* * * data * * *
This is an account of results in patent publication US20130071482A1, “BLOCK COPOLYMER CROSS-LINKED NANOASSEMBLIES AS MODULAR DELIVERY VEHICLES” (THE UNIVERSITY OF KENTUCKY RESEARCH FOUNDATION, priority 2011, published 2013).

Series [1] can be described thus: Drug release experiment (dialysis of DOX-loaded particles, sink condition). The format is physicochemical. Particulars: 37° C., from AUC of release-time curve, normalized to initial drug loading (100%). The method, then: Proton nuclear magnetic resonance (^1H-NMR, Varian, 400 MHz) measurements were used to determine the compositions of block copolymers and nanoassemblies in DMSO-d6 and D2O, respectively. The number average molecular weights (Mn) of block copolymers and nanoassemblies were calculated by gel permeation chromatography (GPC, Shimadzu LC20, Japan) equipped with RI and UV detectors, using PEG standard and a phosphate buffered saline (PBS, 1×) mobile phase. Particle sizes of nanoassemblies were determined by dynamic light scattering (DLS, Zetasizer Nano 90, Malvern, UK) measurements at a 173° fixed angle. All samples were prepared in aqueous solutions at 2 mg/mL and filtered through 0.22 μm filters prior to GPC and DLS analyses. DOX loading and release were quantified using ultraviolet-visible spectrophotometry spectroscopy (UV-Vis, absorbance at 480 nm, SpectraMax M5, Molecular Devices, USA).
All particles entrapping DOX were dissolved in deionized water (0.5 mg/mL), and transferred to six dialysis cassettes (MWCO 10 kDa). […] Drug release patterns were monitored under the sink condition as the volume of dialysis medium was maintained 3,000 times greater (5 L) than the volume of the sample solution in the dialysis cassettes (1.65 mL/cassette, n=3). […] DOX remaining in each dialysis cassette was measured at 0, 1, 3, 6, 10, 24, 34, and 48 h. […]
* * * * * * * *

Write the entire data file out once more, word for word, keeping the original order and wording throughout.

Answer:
This is an account of results in patent publication US20130071482A1, “BLOCK COPOLYMER CROSS-LINKED NANOASSEMBLIES AS MODULAR DELIVERY VEHICLES” (THE UNIVERSITY OF KENTUCKY RESEARCH FOUNDATION, priority 2011, published 2013).

Series [1] can be described thus: Drug release experiment (dialysis of DOX-loaded particles, sink condition). The format is physicochemical. Particulars: 37° C., from AUC of release-time curve, normalized to initial drug loading (100%). The method, then: Proton nuclear magnetic resonance (^1H-NMR, Varian, 400 MHz) measurements were used to determine the compositions of block copolymers and nanoassemblies in DMSO-d6 and D2O, respectively. The number average molecular weights (Mn) of block copolymers and nanoassemblies were calculated by gel permeation chromatography (GPC, Shimadzu LC20, Japan) equipped with RI and UV detectors, using PEG standard and a phosphate buffered saline (PBS, 1×) mobile phase. Particle sizes of nanoassemblies were determined by dynamic light scattering (DLS, Zetasizer Nano 90, Malvern, UK) measurements at a 173° fixed angle. All samples were prepared in aqueous solutions at 2 mg/mL and filtered through 0.22 μm filters prior to GPC and DLS analyses. DOX loading and release were quantified using ultraviolet-visible spectrophotometry spectroscopy (UV-Vis, absorbance at 480 nm, SpectraMax M5, Molecular Devices, USA).
All particles entrapping DOX were dissolved in deionized water (0.5 mg/mL), and transferred to six dialysis cassettes (MWCO 10 kDa). […] Drug release patterns were monitored under the sink condition as the volume of dialysis medium was maintained 3,000 times greater (5 L) than the volume of the sample solution in the dialysis cassettes (1.65 mL/cassette, n=3). […] DOX remaining in each dialysis cassette was measured at 0, 1, 3, 6, 10, 24, 34, and 48 h. […]